NORTH CHARLESTON, SC - APRIL 10: (L-R) Andrew Gordon, Mr. Turner and Swerve wear shirts reading, ' Don't Shoot Me', on the front and, 'While My Back is Turned' on the back, during a vigil in front of the North Charleston City Hall for Walter Scott on April 10, 2015 in North Charleston, South Carolina. Mr. Scott was killed on April 4 by North Charleston police officer Michael T. Slager after a traffic stop. The officer now faces murder charges. (Photo by Joe Raedle/Getty Images)
NORTH CHARLESTON, SC - APRIL 12: Rev. Jeremy Rutledge and his son look at a memorial built on the site where Walter Scott was killed by a North Charleston police officer, April 12, 2015 in North Charleston, South Carolina. Scott was shot and killed on April 4, 2015 by officer Michael T. Slager, who now faces murder charges. (Photo by Joe Raedle/Getty Images)
CHARLESTON, SC - APRIL 11: The flag drapped coffin of Walter Scott is carried by pallbearers to his burial site at the Live Oak Memorial gardens cemetery, after he was fatally shot by a North Charleston police officer after fleeing a traffic stop in North Charleston on April 11, 2015 Charleston, South Carolina. Mr. Scott was killed on April 4 by North Charleston police officer Michael T. Slager after a traffic stop. The officer now faces murder charges. (Photo by Joe Raedle/Getty Images)
NORTH CHARLESTON, SC - APRIL 12: The Rev. Al Sharpton speaks during a church service at Charity Missionary Baptist Church on April 12, 2015 in North Charleston, South Carolina. Sharpton addressed the congregation on issues surrounding the recent fatal shooting of Walter Scott by North Charleston police officer Michael T. Slager, who now faces murder charges. (Photo by Joe Raedle/Getty Images)
NORTH CHARLESTON, SC - APRIL 10: People attend a vigil in front of the North Charleston City Hall for Walter Scott on April 10, 2015 in North Charleston, South Carolina. Mr. Scott was killed on April 4 by North Charleston police officer Michael T. Slager after a traffic stop. The officer now faces murder charges. (Photo by Joe Raedle/Getty Images)
NORTH CHARLESTON, SC - APRIL 09: North Charleston Mayor Keith Summey bows his head in prayer before a City Council meeting on April 9, 2015 in North Charleston, South Carolina. The City Council held their regularly scheduled meeting on Thursday, with the addition of a two minute speech by Muhiydin Moye D'Baha of the Black Lives Matter movement on the recent shooting of Walter Scott by North Charleston Police Officer Michael T. Slager. (Photo by Richard Ellis/Getty Images)
NORTH CHARLESTON, SC - APRIL 08: North Charleston Mayor Keith Summey answers questions during a press conference after the shooting death of an unarmed African Amerian man by police on April 8, 2015 in North Charleston, South Carolina. The mayor announced that the officer, Michael Slager, has been fired and charged with murder in the death of Walter Scott after a traffic stop on April 4. (Photo by Richard Ellis/Getty Images)
HIDE CAPTION
SHOW CAPTION
of
SEE ALL
BACK TO SLIDE

In the Charleston case, authorities said the victim, 50-year-old Walter Lamer Scott, was shot after the officer already hit him with a stun gun.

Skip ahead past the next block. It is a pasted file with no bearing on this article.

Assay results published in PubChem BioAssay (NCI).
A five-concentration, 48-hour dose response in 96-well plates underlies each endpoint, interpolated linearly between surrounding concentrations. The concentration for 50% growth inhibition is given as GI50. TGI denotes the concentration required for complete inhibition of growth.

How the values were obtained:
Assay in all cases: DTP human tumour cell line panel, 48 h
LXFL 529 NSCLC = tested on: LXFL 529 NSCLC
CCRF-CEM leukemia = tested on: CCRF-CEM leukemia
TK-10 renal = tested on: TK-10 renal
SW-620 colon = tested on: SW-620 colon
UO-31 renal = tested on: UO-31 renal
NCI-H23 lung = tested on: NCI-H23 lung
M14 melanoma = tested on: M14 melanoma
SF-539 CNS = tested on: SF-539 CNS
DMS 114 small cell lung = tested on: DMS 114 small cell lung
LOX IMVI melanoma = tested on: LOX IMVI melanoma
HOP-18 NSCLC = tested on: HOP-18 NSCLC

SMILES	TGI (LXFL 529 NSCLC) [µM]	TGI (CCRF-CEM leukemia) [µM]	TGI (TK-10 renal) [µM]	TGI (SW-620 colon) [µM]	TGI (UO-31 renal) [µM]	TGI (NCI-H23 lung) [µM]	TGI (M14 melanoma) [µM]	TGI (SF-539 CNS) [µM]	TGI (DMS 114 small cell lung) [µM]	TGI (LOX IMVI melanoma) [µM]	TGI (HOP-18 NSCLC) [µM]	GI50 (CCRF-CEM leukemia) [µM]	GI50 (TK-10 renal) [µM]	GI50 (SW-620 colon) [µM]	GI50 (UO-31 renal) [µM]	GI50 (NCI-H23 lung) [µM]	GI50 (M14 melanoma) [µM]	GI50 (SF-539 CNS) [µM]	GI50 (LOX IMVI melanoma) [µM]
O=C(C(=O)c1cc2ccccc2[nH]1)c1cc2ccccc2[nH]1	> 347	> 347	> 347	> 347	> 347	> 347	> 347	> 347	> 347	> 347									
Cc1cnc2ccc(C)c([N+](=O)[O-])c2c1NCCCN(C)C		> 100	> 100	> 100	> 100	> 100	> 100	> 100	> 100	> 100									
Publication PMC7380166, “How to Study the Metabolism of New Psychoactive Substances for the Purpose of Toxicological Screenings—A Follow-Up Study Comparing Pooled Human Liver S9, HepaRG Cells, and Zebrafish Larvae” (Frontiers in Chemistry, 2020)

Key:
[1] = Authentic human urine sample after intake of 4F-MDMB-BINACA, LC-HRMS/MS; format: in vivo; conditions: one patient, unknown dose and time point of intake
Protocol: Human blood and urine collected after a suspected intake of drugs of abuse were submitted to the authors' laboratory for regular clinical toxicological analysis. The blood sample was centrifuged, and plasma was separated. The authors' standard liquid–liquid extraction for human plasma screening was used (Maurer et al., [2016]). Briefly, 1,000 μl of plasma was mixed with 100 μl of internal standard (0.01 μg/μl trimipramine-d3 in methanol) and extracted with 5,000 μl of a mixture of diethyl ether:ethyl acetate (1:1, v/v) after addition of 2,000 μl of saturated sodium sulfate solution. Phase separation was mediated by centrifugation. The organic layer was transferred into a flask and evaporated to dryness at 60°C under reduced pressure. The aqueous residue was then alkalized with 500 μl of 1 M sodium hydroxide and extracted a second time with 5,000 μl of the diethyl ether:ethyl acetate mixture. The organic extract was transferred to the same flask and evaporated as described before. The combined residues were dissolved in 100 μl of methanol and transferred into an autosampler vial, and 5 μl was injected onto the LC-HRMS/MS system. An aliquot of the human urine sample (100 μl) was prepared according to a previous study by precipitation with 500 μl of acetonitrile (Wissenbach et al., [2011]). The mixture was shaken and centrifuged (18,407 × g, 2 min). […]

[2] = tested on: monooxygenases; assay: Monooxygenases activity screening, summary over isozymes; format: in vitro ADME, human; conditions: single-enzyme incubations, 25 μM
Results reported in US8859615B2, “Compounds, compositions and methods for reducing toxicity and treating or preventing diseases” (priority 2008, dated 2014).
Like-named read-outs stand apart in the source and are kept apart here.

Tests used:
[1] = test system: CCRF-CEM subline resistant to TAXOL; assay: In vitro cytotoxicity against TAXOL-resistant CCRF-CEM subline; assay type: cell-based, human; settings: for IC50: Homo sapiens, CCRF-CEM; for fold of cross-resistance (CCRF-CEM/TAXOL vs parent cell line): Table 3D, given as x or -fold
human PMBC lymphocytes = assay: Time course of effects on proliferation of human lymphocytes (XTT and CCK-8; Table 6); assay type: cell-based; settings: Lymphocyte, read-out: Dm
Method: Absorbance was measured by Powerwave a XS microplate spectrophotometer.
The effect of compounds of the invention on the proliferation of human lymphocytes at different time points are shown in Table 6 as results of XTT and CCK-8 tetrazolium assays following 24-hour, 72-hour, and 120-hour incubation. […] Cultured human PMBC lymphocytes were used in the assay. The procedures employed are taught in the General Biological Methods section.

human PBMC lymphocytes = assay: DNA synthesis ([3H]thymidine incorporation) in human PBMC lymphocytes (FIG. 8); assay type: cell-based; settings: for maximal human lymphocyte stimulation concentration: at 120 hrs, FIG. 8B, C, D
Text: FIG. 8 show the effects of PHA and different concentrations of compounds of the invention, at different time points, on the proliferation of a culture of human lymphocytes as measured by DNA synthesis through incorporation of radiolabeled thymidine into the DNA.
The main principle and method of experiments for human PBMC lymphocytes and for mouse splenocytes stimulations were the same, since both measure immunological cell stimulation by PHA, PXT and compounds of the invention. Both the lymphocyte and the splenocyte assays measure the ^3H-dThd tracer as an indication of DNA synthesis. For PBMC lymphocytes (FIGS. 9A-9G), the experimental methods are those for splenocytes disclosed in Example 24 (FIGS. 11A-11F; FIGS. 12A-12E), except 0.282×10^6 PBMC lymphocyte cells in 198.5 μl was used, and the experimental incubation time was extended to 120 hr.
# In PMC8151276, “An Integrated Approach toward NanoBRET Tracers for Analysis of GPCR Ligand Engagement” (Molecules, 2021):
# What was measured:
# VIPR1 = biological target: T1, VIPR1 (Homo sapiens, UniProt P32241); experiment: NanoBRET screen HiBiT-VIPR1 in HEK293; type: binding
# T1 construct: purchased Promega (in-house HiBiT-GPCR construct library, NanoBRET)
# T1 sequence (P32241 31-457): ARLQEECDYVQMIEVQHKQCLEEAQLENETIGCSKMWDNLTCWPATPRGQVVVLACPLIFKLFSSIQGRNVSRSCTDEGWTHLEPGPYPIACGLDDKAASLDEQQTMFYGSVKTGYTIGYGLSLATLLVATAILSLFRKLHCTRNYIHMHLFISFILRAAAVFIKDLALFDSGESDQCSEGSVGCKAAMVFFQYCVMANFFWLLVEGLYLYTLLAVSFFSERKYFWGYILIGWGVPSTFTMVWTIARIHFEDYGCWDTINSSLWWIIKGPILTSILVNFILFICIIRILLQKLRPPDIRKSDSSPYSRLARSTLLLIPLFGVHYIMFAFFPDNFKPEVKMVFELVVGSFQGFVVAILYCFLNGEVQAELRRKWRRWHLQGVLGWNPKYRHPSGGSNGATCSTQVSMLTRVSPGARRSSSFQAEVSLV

"When you're wrong, you're wrong," Summey said. "When you make a bad decision, don't care if you're behind the shield or a citizen on the street, you have to live with that decision."

A video of the shooting released to news media outlets shows the officer firing several times at the man's back while he's running away. It then shows the man falling down, the officer slowly walking toward him, and the officer placing him in handcuffs. He then walks away as he talks on his radio, and Scott is not moving. The officer later is seen dropping something by Scott's side.

One of Scott's brothers told a news conference later Tuesday that the family was thankful for the video, shot by an unidentified witness, because without it, they might not have gotten justice.

"If we didn't see the video, would we know the truth?" said Anthony Scott. "From the beginning ... all we wanted was the truth. ... We can't get my brother back ... but through the process, justice has been served."

The Scotts' mother, standing with their father, shouted out "Thank you, Lord!" and "Hallelujah!" as the family's lawyer, L. Chris Stewart, began the news conference. Stewart said the family plans to sue the police department.

Slager's attorney, meanwhile, dropped him as a client Tuesday, a day after he had released a statement saying the officer felt threatened and that Scott was trying to grab the officer's stun gun.

"This is a terrible tragedy that has impacted our community," said the attorney, David Aylor.

North Charleston Police said Slager was arrested by officers of the South Carolina Law Enforcement Division. Justice Department spokeswoman Dena Iverson said the Federal Bureau of Investigation will also investigate the shooting.

At the first news conference, North Charleston Police Chief Eddie Driggers confirmed the suspect was shot as he was running away from the officer.

"I have been around this police department a long time and all the officers on this force, the men and women, are like my children," he told reporters, his voice cracking with emotion. "So you tell me how a father would react seeing his child do something? I'll let you answer that yourself."

North Charleston is South Carolina's third-largest city and for years battled back from an economic slump caused by the closing of the Charleston Naval Base on the city's waterfront in the mid-1990s.

But now the city has bounced back in a big way, largely in part to the huge investment by Boeing, which has a 787 aircraft manufacturing plant in the city and employs about 7,500 people in South Carolina, most of them in North Charleston.

In a separate case in South Carolina, a white police officer who shot a 68-year-old black man to death last year in his driveway was charged Tuesday with a felony: discharging a gun into an occupied vehicle. A prosecutor previously tried to indict North Augusta officer Justin Craven on a manslaughter charge in the February 2014 death of Ernest Satterwhite. But a grand jury instead chose misconduct in office, which is a far lesser charge.

Craven chased Satterwhite for 9 miles beyond city limits to the man's driveway in Edgefield County. After Satterwhite parked, the officer repeatedly fired through the driver-side door, prosecutors said. The 25-year-old officer faces up to 10 years in prison if convicted of the gun charge.

-----

Associated Press Writer Tom Foreman Jr. in Charlotte, N.C., contributed to this report.

Read Full Story

Sign up for Breaking News by AOL to get the latest breaking news alerts and updates delivered straight to your inbox.

Subscribe to our other newsletters

Emails may offer personalized content or ads. Learn more. You may unsubscribe any time.